First IPO by Chinese company on New Zealand stock market deepens countries' economic ties

WELLINGTON, New Zealand – New Zealand’s economic ties with China deepened Monday with plans for the first IPO of a Chinese company on the New Zealand stock market.

Dairy company Synlait Milk announced it plans a July listing in order to raise capital to expand its infant formula business. Synlait is majority owned by Chinese company Bright Dairy & Food Co.

China’s thirst for New Zealand milk saw it overtake Australia this year as New Zealand’s largest export market. And new travel figures released Monday show that Chinese tourism was up 30 per cent in the year ending May. Some 221,000 Chinese tourists visited New Zealand during the year, second only behind the 1.2 million tourists from Australia, according to Statistics New Zealand.

Other New Zealand companies, including farm supplier PGG Wrightson and appliance maker Fisher & Paykel Appliances, have been bought by Chinese companies. But Synlait’s listing would mark the first such initial public offering by a Chinese-owned company, according to New Zealand stock market spokeswoman Kate McLaughlin.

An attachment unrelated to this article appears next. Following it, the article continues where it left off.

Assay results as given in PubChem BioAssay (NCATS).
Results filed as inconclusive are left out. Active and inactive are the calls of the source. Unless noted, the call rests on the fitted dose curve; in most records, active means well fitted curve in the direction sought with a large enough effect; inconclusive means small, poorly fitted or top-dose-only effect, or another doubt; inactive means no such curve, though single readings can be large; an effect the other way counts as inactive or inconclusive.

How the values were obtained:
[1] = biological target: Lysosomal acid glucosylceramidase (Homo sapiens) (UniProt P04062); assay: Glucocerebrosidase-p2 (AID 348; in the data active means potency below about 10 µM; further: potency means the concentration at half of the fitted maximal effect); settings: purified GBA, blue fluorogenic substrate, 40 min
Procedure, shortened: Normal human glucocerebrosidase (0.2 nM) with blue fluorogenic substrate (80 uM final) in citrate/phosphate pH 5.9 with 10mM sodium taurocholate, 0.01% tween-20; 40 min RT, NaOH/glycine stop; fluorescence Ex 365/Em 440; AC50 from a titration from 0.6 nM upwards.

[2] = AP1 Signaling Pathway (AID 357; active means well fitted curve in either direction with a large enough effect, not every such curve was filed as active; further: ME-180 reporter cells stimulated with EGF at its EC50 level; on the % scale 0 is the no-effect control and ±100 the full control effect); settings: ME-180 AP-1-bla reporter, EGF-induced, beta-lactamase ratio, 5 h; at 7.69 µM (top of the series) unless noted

Bright doesn’t plan to sell any of its Synlait shares but the IPO will dilute its stake from 51 per cent to about 40 per cent. A governance agreement would allow Bright to retain effective control of Synlait by appointing four of eight directors and retaining the ability to remove the managing director.

Synlait’s listing on the NZX Main Board is expected to raise about 120 million New Zealand dollars ($93 million) and would value the company at between NZ$305 million and NZ$372 million.

John Penno, Synlait’s co-founder and managing director, said New Zealand’s dairy products are in great demand in China. He said he’s not concerned about the potential for a slowing Chinese economy and said he sees plenty of upside in China for New Zealand’s premium dairy products.

“China can’t continue to grow the way it has and a slowdown is inevitably going to happen,” he said. “But it’s also becoming more urbanized, people have an improved quality of diet, and they realize the importance of these products for families and young children.”

Bright, which is listed on Shanghai’s stock exchange, bought its 51 per cent stake in Synlait in 2010 for NZ$82 million.